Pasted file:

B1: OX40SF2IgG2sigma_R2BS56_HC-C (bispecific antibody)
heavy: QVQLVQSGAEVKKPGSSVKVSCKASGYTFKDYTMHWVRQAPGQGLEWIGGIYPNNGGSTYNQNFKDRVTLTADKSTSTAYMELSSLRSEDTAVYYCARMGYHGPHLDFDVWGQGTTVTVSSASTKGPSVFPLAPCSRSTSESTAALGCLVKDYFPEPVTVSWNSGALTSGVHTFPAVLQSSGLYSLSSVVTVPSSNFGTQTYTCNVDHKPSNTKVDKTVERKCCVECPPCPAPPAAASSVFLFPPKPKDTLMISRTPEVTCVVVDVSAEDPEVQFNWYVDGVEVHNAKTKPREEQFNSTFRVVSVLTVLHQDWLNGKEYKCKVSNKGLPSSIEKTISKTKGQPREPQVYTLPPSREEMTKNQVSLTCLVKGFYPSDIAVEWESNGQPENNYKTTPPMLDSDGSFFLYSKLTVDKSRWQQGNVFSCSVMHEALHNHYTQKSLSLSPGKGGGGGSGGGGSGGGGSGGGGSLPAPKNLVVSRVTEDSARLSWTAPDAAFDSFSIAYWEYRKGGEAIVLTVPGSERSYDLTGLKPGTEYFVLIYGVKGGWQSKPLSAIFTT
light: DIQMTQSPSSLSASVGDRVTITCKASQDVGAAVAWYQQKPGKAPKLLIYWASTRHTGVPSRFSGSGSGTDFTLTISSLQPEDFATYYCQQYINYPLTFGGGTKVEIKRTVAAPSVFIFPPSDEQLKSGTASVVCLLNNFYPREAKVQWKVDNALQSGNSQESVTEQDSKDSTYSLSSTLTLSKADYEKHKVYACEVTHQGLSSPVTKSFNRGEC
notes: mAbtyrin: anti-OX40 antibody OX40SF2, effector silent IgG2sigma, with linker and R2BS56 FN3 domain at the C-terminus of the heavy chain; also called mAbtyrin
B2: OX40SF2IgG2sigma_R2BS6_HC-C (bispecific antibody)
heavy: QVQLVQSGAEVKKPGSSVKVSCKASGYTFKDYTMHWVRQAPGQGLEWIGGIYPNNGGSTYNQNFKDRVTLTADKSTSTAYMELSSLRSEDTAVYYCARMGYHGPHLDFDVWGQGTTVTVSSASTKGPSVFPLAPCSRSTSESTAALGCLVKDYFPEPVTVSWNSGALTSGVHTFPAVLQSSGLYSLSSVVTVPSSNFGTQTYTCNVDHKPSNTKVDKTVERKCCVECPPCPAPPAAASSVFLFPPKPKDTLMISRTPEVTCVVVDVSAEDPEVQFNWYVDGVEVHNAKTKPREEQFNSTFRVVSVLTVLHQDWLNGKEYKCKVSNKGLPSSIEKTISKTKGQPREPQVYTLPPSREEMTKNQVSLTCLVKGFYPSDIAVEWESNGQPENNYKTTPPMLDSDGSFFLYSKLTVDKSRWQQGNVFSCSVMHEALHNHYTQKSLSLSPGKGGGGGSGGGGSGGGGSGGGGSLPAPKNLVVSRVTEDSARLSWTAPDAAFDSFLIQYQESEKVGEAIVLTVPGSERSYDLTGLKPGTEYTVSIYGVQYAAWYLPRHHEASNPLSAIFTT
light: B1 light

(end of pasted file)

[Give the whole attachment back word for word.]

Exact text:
B1: OX40SF2IgG2sigma_R2BS56_HC-C (bispecific antibody)
heavy: QVQLVQSGAEVKKPGSSVKVSCKASGYTFKDYTMHWVRQAPGQGLEWIGGIYPNNGGSTYNQNFKDRVTLTADKSTSTAYMELSSLRSEDTAVYYCARMGYHGPHLDFDVWGQGTTVTVSSASTKGPSVFPLAPCSRSTSESTAALGCLVKDYFPEPVTVSWNSGALTSGVHTFPAVLQSSGLYSLSSVVTVPSSNFGTQTYTCNVDHKPSNTKVDKTVERKCCVECPPCPAPPAAASSVFLFPPKPKDTLMISRTPEVTCVVVDVSAEDPEVQFNWYVDGVEVHNAKTKPREEQFNSTFRVVSVLTVLHQDWLNGKEYKCKVSNKGLPSSIEKTISKTKGQPREPQVYTLPPSREEMTKNQVSLTCLVKGFYPSDIAVEWESNGQPENNYKTTPPMLDSDGSFFLYSKLTVDKSRWQQGNVFSCSVMHEALHNHYTQKSLSLSPGKGGGGGSGGGGSGGGGSGGGGSLPAPKNLVVSRVTEDSARLSWTAPDAAFDSFSIAYWEYRKGGEAIVLTVPGSERSYDLTGLKPGTEYFVLIYGVKGGWQSKPLSAIFTT
light: DIQMTQSPSSLSASVGDRVTITCKASQDVGAAVAWYQQKPGKAPKLLIYWASTRHTGVPSRFSGSGSGTDFTLTISSLQPEDFATYYCQQYINYPLTFGGGTKVEIKRTVAAPSVFIFPPSDEQLKSGTASVVCLLNNFYPREAKVQWKVDNALQSGNSQESVTEQDSKDSTYSLSSTLTLSKADYEKHKVYACEVTHQGLSSPVTKSFNRGEC
notes: mAbtyrin: anti-OX40 antibody OX40SF2, effector silent IgG2sigma, with linker and R2BS56 FN3 domain at the C-terminus of the heavy chain; also called mAbtyrin
B2: OX40SF2IgG2sigma_R2BS6_HC-C (bispecific antibody)
heavy: QVQLVQSGAEVKKPGSSVKVSCKASGYTFKDYTMHWVRQAPGQGLEWIGGIYPNNGGSTYNQNFKDRVTLTADKSTSTAYMELSSLRSEDTAVYYCARMGYHGPHLDFDVWGQGTTVTVSSASTKGPSVFPLAPCSRSTSESTAALGCLVKDYFPEPVTVSWNSGALTSGVHTFPAVLQSSGLYSLSSVVTVPSSNFGTQTYTCNVDHKPSNTKVDKTVERKCCVECPPCPAPPAAASSVFLFPPKPKDTLMISRTPEVTCVVVDVSAEDPEVQFNWYVDGVEVHNAKTKPREEQFNSTFRVVSVLTVLHQDWLNGKEYKCKVSNKGLPSSIEKTISKTKGQPREPQVYTLPPSREEMTKNQVSLTCLVKGFYPSDIAVEWESNGQPENNYKTTPPMLDSDGSFFLYSKLTVDKSRWQQGNVFSCSVMHEALHNHYTQKSLSLSPGKGGGGGSGGGGSGGGGSGGGGSLPAPKNLVVSRVTEDSARLSWTAPDAAFDSFLIQYQESEKVGEAIVLTVPGSERSYDLTGLKPGTEYTVSIYGVQYAAWYLPRHHEASNPLSAIFTT
light: B1 light